The US National Rifle Association says devices that allow semi-automatic rifles to function like fully automatic ones need tougher regulation.
On Thursday the powerful gun lobby called on regulators to determine whether the bump-stock devices comply with federal law.
A shooting rampage on Sunday night in Las Vegas killed 58 people and wounded nearly 500, the most deadly mass shooting in modern US history and has reignited debate around regulation of firearms.
- Las Vegas shooting: Police assume Paddock 'had some help'
- Who was Las Vegas shooter Stephen Paddock?
- Las Vegas gunman planned to escape - officials
- Las Vegas shooting act of 'pure evil' - Trump
Officials said 12 of the rifles authorities recovered from a hotel suite in Las Vegas used by gunman Stephen Paddock were fitted with bump stocks, allowing the guns to be fired almost as though they were automatic weapons.
"The National Rifle Association is calling on the Bureau of Alcohol, Tobacco, Firearms and Explosives to immediately review whether these devices comply with federal law," it said in a statement.
"The NRA believes that devices designed to allow semi-automatic rifles to function like fully automatic rifles should be subject to additional regulations," it said.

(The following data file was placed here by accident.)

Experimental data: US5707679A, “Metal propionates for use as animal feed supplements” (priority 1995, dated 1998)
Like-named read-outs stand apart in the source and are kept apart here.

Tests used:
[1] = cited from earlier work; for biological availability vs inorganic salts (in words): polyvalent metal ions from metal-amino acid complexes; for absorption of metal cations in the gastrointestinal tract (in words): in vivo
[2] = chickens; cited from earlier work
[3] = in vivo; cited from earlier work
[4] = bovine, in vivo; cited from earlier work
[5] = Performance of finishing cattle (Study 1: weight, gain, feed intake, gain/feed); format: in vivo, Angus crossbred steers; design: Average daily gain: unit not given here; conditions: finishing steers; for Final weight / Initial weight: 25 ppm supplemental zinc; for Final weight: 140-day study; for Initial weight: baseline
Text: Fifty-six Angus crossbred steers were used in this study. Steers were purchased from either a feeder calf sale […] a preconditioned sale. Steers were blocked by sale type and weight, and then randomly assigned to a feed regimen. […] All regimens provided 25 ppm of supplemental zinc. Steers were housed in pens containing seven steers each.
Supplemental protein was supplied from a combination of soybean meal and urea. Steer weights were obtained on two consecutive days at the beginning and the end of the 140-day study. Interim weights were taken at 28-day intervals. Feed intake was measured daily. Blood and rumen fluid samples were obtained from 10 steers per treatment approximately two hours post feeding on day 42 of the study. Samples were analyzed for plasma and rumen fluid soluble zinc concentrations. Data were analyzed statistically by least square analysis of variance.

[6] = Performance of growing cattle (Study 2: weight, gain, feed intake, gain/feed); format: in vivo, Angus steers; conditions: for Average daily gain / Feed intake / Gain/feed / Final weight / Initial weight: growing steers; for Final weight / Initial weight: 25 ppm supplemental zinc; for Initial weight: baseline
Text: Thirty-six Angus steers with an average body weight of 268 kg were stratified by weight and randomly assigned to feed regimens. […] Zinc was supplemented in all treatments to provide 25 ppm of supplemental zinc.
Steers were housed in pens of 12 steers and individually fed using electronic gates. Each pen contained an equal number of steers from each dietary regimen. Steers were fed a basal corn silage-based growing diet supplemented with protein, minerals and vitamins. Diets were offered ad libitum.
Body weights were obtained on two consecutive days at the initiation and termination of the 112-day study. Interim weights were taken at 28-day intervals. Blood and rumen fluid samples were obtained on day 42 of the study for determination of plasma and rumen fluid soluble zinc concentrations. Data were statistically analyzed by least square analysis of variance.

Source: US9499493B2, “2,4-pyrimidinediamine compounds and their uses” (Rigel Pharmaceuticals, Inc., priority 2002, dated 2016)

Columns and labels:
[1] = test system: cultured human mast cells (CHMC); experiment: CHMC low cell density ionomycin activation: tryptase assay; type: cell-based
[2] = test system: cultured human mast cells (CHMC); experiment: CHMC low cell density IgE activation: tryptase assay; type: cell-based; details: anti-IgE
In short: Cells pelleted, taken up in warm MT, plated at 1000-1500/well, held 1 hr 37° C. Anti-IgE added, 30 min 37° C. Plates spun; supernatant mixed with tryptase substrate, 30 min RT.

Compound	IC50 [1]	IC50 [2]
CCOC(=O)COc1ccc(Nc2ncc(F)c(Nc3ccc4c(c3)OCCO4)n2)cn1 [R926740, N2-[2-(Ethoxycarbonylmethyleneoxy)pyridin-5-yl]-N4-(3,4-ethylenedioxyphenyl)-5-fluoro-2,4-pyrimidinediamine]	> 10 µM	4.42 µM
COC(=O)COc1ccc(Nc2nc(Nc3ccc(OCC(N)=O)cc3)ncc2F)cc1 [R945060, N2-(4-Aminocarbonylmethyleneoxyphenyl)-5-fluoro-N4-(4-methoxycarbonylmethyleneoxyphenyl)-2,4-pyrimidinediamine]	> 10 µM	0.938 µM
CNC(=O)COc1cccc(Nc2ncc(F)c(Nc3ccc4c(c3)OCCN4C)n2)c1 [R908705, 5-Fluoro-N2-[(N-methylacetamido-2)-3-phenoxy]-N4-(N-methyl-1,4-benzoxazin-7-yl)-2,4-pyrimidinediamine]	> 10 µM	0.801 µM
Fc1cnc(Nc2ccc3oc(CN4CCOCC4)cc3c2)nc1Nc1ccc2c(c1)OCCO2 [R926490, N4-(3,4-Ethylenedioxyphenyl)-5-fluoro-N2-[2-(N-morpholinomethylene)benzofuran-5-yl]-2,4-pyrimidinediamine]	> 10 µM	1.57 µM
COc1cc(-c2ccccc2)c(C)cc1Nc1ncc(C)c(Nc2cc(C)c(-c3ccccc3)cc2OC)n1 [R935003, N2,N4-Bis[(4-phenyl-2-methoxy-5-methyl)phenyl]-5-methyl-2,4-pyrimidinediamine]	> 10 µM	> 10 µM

It comes as the White House welcomed efforts by both political parties to address the use of bump stocks, following the Las Vegas mass shooting.
"We know that members of both parties and multiple organisations are planning to take a look at bump stocks and related devices," White House spokeswoman Sarah Sanders told reporters.
"We certainly welcome that and would like to be part of that conversation," Ms Sanders said.
Earlier US House Speaker Paul Ryan said US lawmakers need to examine "bump stock".
"Clearly that's something we need to look into," Mr Ryan told a radio talk show on Thursday, adding many lawmakers had not been aware until now such devices, which enable guns to be turned into rapid-fire weapons, existed.
Justice Department officials said it was stepping up efforts to trace guns used in violent crime.
Normally it can take the Bureau of Alcohol, Tobacco, Firearms and Explosives five to six days to trace a gun used in a crime back to the original buyer, a Justice Department official said.